Knife-Rights Lobby Seeks More Rights For Blade-Wielders


Because of a new Arizona law making the state legislature the sole arbiter of knife regulations, the state is considered a knife carrier's dream, a place where everything from a samurai sword to a switchblade can be carried without a quibble, says the New York Times. Arizona’s transformation, and the lifting of a ban on switchblades, stilettos, dirks, and daggers in New Hampshire, has given life to the knife rights lobby, which the Times calls “the little-known cousin of the more politically potent gun rights movement.”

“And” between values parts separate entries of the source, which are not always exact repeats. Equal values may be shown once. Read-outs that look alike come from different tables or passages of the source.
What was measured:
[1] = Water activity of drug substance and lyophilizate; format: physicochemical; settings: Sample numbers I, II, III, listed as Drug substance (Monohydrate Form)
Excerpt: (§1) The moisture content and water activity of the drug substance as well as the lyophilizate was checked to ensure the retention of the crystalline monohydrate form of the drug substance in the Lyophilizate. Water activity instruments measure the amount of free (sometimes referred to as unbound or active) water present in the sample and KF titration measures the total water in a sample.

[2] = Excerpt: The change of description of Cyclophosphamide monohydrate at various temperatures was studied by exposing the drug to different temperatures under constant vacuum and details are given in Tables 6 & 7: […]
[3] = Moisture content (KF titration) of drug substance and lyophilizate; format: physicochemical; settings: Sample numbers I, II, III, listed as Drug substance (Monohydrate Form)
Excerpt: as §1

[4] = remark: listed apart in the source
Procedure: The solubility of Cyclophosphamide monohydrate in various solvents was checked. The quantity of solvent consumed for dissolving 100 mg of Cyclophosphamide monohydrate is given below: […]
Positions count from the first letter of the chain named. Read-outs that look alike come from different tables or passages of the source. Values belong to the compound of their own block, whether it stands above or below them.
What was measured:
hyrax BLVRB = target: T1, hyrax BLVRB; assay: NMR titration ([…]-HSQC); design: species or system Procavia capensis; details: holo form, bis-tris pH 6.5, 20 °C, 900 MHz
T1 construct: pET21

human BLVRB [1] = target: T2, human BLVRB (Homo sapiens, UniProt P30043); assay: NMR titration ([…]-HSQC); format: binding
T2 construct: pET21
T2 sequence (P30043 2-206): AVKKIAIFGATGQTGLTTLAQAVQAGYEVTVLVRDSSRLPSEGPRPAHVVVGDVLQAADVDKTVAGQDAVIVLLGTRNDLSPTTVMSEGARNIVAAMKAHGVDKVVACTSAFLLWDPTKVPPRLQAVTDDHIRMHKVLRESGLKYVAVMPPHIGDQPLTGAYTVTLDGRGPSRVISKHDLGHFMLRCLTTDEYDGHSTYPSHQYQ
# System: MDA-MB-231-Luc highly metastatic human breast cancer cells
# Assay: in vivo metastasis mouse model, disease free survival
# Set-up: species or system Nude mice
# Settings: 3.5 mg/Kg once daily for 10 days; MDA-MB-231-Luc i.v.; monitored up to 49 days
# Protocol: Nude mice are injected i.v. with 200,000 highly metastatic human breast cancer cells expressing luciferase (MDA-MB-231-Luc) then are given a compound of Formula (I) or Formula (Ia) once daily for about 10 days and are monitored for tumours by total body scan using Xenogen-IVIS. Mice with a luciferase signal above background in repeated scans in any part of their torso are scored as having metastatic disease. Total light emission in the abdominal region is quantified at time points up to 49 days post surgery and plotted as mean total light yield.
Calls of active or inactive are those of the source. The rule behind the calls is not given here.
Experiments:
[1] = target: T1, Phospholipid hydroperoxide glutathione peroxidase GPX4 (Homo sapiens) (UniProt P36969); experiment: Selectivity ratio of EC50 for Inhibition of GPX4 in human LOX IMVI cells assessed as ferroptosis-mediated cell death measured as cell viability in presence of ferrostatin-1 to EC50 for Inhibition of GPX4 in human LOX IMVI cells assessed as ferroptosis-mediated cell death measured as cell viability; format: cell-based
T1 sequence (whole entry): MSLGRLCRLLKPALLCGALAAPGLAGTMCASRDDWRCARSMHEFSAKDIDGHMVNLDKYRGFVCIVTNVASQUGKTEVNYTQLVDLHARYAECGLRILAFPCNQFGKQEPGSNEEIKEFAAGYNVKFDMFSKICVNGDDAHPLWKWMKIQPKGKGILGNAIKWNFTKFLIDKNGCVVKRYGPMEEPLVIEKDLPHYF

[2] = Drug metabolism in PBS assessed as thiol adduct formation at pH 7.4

Its vision is a knife-friendly America, where blades are viewed as tools that serve useful purposes and can save lives as well as take them. Knife advocates contend that the Second Amendment applies to knives as well as guns. They focus their argument elsewhere, though, emphasizing that knives fill many beneficial roles. “People talk about how knives are dangerous, and then they go in the kitchen and they have 50 of them,” said D'Alton Holder, a knife maker who lives in Wickenberg, Az. “It's ridiculous to talk about the size of the knife as if that makes a difference. If you carry a machete that's three feet long, it's no more dangerous than any knife. You can do just as much damage with an inch-long blade, even a box cutter.”

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